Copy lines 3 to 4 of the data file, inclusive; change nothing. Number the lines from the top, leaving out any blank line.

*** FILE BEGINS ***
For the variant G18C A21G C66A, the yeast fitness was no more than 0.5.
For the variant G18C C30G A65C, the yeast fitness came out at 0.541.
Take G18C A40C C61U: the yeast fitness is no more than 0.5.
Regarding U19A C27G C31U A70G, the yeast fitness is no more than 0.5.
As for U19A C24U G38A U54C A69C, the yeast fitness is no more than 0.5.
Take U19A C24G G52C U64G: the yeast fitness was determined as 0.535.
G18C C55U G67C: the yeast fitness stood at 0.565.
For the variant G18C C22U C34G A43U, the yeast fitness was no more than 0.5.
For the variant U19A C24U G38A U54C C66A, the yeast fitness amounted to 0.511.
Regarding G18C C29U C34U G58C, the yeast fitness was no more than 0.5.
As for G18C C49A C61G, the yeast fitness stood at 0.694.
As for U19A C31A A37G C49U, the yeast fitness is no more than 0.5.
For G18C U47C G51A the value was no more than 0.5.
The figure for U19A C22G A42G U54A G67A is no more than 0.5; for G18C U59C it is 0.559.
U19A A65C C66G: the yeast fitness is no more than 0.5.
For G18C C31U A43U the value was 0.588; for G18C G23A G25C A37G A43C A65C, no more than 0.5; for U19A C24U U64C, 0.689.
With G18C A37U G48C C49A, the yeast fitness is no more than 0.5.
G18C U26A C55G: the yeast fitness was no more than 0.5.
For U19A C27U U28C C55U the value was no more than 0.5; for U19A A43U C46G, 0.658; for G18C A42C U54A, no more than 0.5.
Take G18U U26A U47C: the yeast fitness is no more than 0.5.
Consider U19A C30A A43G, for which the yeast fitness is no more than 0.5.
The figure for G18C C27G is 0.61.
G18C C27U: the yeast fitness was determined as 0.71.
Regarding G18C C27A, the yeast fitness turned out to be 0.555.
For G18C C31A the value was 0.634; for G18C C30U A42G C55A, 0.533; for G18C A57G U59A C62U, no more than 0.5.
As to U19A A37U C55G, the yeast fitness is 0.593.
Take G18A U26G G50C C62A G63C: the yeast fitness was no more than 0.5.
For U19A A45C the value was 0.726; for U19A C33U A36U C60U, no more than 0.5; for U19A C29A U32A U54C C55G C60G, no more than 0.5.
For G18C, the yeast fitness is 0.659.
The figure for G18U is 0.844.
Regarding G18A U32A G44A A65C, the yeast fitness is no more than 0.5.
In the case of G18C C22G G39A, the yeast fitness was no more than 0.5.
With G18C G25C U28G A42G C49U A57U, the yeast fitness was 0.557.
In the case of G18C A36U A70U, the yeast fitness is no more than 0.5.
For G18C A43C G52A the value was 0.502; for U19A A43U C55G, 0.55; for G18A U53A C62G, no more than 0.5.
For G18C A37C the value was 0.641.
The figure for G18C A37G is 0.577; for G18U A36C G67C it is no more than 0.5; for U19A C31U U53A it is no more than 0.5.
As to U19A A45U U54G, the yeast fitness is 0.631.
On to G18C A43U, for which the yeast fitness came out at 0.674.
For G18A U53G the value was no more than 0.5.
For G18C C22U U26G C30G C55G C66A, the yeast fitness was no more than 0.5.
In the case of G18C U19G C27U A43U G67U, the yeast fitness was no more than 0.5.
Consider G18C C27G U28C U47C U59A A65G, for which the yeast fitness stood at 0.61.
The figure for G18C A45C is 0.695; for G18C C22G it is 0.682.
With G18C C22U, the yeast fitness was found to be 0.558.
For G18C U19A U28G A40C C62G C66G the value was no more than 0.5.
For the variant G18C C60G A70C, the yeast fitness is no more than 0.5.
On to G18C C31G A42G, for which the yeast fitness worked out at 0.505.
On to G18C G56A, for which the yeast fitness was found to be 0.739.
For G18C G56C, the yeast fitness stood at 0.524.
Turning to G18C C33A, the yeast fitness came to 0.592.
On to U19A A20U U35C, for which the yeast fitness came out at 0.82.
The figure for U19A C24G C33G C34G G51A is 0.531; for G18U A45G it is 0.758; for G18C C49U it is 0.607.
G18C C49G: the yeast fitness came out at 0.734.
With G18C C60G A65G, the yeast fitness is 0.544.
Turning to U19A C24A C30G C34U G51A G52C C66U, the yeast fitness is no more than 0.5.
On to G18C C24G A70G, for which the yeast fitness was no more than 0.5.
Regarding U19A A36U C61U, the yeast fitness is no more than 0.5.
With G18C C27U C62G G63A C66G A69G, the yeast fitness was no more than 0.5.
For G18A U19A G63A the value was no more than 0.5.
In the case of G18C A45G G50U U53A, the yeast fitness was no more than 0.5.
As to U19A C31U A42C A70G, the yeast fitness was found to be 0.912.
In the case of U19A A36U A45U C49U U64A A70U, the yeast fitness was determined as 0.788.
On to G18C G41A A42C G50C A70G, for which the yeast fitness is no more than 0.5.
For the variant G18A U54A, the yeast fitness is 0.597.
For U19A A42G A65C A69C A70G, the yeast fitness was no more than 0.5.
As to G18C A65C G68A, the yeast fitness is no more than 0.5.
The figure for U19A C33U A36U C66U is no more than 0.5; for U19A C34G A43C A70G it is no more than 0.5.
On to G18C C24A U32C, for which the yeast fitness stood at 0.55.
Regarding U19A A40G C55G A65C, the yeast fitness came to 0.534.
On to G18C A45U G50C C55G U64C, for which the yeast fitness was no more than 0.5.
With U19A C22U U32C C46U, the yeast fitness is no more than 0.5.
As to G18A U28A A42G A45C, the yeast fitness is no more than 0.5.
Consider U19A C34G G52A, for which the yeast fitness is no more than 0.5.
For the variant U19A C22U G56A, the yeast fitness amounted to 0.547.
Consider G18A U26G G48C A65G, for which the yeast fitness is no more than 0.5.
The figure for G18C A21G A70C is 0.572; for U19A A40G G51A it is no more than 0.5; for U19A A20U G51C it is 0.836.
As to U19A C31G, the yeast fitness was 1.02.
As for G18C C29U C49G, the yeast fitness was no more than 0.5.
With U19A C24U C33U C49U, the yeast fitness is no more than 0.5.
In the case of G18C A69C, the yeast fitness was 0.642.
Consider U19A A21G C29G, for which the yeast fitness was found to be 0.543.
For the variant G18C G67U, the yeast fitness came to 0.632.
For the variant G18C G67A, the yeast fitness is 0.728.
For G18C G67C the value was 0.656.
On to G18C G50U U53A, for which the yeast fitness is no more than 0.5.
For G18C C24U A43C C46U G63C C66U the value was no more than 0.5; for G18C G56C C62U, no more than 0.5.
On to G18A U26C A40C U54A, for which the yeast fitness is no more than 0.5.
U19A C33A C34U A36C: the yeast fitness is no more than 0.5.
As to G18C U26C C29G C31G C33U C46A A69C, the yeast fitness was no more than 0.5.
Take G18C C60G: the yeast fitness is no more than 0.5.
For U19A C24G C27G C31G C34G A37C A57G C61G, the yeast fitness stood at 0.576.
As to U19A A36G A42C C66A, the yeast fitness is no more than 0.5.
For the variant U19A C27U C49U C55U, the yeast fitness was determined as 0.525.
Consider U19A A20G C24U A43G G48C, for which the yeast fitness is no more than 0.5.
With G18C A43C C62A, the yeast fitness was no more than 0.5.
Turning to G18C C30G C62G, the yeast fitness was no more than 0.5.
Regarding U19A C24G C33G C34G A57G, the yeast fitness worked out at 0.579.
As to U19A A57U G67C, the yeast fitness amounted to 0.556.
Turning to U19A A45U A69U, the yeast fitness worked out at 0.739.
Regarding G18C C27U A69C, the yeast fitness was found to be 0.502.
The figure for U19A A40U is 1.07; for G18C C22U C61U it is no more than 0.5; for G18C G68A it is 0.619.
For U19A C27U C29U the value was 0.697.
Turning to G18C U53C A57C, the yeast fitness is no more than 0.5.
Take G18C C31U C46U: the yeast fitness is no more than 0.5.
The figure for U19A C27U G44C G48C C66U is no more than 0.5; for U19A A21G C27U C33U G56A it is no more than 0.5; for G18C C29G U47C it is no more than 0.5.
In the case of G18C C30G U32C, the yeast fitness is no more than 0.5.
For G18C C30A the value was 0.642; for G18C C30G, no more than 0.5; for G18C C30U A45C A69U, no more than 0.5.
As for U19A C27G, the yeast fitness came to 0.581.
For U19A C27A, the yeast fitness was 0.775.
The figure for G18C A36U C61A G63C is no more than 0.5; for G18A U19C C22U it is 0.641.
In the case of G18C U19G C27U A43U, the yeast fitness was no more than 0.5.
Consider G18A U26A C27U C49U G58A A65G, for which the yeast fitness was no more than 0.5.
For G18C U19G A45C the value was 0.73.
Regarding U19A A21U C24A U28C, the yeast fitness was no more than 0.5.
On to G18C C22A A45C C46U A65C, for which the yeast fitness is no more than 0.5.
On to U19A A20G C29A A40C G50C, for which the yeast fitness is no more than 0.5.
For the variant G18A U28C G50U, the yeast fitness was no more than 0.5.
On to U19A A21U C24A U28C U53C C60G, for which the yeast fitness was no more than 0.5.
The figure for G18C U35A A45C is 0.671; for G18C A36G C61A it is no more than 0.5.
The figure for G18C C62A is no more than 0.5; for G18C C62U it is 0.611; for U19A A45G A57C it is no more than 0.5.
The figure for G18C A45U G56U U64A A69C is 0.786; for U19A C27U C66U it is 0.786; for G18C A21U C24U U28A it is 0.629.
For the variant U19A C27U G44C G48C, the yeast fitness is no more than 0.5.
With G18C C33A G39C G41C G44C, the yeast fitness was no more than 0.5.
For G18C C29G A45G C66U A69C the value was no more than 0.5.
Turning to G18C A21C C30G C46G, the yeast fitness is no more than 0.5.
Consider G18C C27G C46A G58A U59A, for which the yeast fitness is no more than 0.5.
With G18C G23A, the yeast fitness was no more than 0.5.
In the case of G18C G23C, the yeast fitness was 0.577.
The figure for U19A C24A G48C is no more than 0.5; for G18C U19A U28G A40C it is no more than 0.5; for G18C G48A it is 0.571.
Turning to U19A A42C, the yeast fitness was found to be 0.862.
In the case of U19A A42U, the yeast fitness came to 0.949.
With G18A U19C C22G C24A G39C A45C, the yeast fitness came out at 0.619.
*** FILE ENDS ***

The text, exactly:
Take G18C A40C C61U: the yeast fitness is no more than 0.5.
Regarding U19A C27G C31U A70G, the yeast fitness is no more than 0.5.